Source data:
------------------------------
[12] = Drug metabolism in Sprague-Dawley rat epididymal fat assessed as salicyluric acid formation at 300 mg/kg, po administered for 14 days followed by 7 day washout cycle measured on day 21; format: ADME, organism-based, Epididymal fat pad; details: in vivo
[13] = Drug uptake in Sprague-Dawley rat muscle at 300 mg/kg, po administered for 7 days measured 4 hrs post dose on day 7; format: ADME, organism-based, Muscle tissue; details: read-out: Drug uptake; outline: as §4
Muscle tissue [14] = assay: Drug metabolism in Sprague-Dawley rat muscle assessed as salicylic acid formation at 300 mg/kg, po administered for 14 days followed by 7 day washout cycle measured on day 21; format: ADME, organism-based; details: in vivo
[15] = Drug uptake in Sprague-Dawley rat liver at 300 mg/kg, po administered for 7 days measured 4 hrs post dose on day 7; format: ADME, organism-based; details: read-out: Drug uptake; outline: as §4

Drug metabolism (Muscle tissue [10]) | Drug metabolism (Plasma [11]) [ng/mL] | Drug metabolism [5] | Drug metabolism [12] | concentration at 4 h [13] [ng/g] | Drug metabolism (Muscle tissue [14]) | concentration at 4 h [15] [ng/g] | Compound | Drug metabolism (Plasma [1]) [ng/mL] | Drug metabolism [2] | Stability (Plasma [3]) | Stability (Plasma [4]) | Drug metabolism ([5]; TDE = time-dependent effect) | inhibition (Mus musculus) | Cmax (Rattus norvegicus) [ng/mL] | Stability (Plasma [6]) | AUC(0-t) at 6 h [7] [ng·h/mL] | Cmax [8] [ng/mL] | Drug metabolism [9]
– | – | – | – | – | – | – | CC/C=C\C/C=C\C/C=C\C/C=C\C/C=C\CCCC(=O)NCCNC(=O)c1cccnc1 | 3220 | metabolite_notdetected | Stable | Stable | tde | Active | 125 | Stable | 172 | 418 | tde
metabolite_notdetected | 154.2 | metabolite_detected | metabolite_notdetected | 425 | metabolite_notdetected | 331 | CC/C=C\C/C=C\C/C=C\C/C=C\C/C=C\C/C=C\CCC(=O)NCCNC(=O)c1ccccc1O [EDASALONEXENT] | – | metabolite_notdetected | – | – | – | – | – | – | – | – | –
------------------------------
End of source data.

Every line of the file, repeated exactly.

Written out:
[12] = Drug metabolism in Sprague-Dawley rat epididymal fat assessed as salicyluric acid formation at 300 mg/kg, po administered for 14 days followed by 7 day washout cycle measured on day 21; format: ADME, organism-based, Epididymal fat pad; details: in vivo
[13] = Drug uptake in Sprague-Dawley rat muscle at 300 mg/kg, po administered for 7 days measured 4 hrs post dose on day 7; format: ADME, organism-based, Muscle tissue; details: read-out: Drug uptake; outline: as §4
Muscle tissue [14] = assay: Drug metabolism in Sprague-Dawley rat muscle assessed as salicylic acid formation at 300 mg/kg, po administered for 14 days followed by 7 day washout cycle measured on day 21; format: ADME, organism-based; details: in vivo
[15] = Drug uptake in Sprague-Dawley rat liver at 300 mg/kg, po administered for 7 days measured 4 hrs post dose on day 7; format: ADME, organism-based; details: read-out: Drug uptake; outline: as §4

Drug metabolism (Muscle tissue [10]) | Drug metabolism (Plasma [11]) [ng/mL] | Drug metabolism [5] | Drug metabolism [12] | concentration at 4 h [13] [ng/g] | Drug metabolism (Muscle tissue [14]) | concentration at 4 h [15] [ng/g] | Compound | Drug metabolism (Plasma [1]) [ng/mL] | Drug metabolism [2] | Stability (Plasma [3]) | Stability (Plasma [4]) | Drug metabolism ([5]; TDE = time-dependent effect) | inhibition (Mus musculus) | Cmax (Rattus norvegicus) [ng/mL] | Stability (Plasma [6]) | AUC(0-t) at 6 h [7] [ng·h/mL] | Cmax [8] [ng/mL] | Drug metabolism [9]
– | – | – | – | – | – | – | CC/C=C\C/C=C\C/C=C\C/C=C\C/C=C\CCCC(=O)NCCNC(=O)c1cccnc1 | 3220 | metabolite_notdetected | Stable | Stable | tde | Active | 125 | Stable | 172 | 418 | tde
metabolite_notdetected | 154.2 | metabolite_detected | metabolite_notdetected | 425 | metabolite_notdetected | 331 | CC/C=C\C/C=C\C/C=C\C/C=C\C/C=C\C/C=C\CCC(=O)NCCNC(=O)c1ccccc1O [EDASALONEXENT] | – | metabolite_notdetected | – | – | – | – | – | – | – | – | –